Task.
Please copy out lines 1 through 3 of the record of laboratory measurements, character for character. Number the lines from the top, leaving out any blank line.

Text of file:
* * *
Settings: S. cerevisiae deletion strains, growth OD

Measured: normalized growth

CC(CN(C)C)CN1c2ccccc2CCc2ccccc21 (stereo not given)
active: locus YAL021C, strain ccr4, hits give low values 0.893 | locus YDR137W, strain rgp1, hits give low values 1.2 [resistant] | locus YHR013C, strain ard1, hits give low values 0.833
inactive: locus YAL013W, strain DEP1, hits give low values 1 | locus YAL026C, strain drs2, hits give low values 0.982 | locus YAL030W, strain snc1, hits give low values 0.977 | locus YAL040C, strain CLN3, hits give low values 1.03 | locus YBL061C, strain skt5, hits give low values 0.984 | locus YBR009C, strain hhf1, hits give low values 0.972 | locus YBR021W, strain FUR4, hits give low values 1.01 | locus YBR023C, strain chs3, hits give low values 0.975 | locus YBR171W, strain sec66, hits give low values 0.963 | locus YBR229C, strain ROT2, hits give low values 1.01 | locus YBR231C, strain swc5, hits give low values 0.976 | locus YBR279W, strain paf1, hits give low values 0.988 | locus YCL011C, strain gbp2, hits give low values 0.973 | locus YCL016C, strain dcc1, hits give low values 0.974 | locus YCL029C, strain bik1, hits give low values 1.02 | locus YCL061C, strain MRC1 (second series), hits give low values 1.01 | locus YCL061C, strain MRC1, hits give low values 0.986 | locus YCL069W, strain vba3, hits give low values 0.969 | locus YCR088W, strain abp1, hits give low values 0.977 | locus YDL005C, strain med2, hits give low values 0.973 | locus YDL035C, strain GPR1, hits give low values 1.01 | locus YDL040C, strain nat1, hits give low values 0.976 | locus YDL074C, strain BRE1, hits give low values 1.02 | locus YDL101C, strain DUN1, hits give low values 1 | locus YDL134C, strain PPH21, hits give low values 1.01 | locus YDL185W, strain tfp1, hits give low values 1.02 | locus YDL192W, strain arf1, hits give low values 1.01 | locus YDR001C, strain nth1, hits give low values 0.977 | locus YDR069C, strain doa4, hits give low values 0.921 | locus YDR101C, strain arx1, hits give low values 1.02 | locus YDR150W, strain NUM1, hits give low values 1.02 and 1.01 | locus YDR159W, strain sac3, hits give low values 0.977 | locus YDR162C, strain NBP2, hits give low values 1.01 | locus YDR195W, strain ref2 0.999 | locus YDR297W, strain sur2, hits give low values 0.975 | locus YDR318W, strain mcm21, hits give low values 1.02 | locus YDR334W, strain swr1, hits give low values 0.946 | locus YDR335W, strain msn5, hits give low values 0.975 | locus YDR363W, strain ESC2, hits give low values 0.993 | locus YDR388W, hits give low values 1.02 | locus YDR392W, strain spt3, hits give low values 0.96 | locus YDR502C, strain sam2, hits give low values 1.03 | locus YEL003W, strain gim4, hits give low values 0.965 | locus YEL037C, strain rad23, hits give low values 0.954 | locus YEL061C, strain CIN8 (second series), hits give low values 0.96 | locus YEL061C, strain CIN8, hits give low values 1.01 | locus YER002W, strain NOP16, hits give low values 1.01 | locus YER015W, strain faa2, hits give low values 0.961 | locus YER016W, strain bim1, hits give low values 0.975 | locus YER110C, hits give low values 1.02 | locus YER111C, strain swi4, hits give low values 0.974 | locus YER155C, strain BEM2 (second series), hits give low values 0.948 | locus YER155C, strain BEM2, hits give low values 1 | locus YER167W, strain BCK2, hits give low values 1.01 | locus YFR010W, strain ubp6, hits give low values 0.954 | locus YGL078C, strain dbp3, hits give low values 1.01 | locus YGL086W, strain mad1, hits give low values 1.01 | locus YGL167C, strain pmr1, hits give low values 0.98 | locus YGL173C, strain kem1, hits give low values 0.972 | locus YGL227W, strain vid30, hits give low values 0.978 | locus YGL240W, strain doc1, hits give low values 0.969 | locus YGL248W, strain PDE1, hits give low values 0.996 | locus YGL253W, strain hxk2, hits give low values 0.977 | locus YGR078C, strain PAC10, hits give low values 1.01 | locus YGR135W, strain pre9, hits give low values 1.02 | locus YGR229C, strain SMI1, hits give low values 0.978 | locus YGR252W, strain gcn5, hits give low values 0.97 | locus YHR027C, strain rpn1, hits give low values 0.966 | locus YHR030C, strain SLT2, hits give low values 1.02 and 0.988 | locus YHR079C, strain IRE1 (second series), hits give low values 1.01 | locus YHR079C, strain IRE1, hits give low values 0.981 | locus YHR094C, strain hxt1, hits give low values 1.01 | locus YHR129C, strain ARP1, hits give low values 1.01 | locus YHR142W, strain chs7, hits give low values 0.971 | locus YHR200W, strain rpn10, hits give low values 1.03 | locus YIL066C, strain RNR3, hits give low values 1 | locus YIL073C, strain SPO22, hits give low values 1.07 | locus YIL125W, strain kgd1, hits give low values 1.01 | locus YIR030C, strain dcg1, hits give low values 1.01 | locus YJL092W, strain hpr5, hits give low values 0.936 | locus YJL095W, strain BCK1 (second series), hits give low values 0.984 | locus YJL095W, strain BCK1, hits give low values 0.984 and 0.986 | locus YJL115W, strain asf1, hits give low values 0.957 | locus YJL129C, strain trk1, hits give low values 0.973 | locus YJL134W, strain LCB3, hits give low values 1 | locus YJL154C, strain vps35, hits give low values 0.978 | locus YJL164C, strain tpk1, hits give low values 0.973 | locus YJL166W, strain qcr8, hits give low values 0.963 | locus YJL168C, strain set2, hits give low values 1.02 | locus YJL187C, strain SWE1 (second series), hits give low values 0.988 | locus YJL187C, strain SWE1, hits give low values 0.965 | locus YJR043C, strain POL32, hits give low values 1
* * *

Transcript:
Settings: S. cerevisiae deletion strains, growth OD

Measured: normalized growth

CC(CN(C)C)CN1c2ccccc2CCc2ccccc21 (stereo not given)